A few selections from the article:
Those "being the likeliest" to destroy the social contract and deliver society back into a state of war are "they who are in power" (i.e. politicians). The reason, says Locke, is that politicians, much more than the people, will succumb to three weaknesses: "the pretense they have to authority, the temptation of force they have in their hands, and the flattery of those about them." People, in other words, naturally choose to set up a limited, divided government that protects private property in order to give the society the best chance at flourishing. Left alone, says Locke, the people have the best chance at self-preservation. Our politician-servants however who succumb to the authority, power, and flattery characteristic of political life will begin to pollute the original laissez-faire system set up to reward the rational and the industrious.and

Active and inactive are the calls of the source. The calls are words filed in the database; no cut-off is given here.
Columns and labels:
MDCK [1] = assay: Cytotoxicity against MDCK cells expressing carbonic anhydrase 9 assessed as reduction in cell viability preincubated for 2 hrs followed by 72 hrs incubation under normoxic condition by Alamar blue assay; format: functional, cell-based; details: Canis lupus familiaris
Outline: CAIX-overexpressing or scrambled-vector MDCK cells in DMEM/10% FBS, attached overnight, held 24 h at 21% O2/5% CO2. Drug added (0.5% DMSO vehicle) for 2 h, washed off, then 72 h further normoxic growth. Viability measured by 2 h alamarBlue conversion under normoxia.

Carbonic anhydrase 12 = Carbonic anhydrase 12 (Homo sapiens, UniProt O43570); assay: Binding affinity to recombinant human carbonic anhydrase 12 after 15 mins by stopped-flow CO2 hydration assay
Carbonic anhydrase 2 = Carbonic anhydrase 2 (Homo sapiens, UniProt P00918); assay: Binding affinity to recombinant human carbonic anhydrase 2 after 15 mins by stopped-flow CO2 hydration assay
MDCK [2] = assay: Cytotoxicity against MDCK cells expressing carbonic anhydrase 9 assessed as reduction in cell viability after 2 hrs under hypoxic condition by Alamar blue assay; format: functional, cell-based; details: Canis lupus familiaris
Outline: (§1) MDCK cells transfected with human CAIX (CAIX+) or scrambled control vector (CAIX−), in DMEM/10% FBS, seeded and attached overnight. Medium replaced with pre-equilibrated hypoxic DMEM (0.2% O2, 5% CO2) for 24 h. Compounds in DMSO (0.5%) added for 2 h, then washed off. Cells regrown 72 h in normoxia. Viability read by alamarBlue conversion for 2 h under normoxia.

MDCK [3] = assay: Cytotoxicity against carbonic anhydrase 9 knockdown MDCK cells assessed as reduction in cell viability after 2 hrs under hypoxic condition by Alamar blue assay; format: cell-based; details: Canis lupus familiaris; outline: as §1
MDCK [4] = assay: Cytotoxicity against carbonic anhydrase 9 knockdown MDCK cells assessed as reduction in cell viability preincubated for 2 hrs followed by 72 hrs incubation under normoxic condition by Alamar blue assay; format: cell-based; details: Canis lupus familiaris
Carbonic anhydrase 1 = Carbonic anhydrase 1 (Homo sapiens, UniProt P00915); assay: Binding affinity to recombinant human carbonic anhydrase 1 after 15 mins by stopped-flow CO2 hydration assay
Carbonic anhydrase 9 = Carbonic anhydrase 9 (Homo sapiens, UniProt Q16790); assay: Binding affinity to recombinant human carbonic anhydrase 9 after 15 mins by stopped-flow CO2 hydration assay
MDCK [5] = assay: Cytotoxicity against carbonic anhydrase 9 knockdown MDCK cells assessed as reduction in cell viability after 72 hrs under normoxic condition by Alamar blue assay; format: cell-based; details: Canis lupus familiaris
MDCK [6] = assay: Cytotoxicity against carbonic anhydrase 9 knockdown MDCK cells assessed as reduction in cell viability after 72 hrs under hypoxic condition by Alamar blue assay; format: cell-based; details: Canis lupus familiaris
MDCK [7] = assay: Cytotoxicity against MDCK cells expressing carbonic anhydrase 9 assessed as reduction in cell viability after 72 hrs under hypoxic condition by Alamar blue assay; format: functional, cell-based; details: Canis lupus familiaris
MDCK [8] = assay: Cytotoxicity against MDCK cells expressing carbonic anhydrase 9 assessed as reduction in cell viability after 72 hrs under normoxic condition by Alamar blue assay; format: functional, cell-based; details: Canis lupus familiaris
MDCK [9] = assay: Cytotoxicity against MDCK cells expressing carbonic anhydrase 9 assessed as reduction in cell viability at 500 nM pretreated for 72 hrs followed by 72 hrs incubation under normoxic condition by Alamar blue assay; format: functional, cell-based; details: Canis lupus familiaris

Locke's most famous American protégé and a genuine constitutional scholar, James Madison, argued at the end of his brilliant Federalist #10 that there were three "wicked projects" that -- in the hands an unscrupulous political faction -- could potentially inflame our Republic with a most devastating plague: "a rage for paper money, [an] abolition of debts, [and] an equal division of property."You really do need to read the whole thing.
In other words, deficit spending, bailouts, and welfare state socialism -- the three pillars of the modern Democratic Party -- were, to Madison, the likeliest and most "wicked" threats to America's self-preservation.
For Madison and Locke then, some form of economic and political terrorism would eventually destroy the Enlightenment experiment in constitutional government.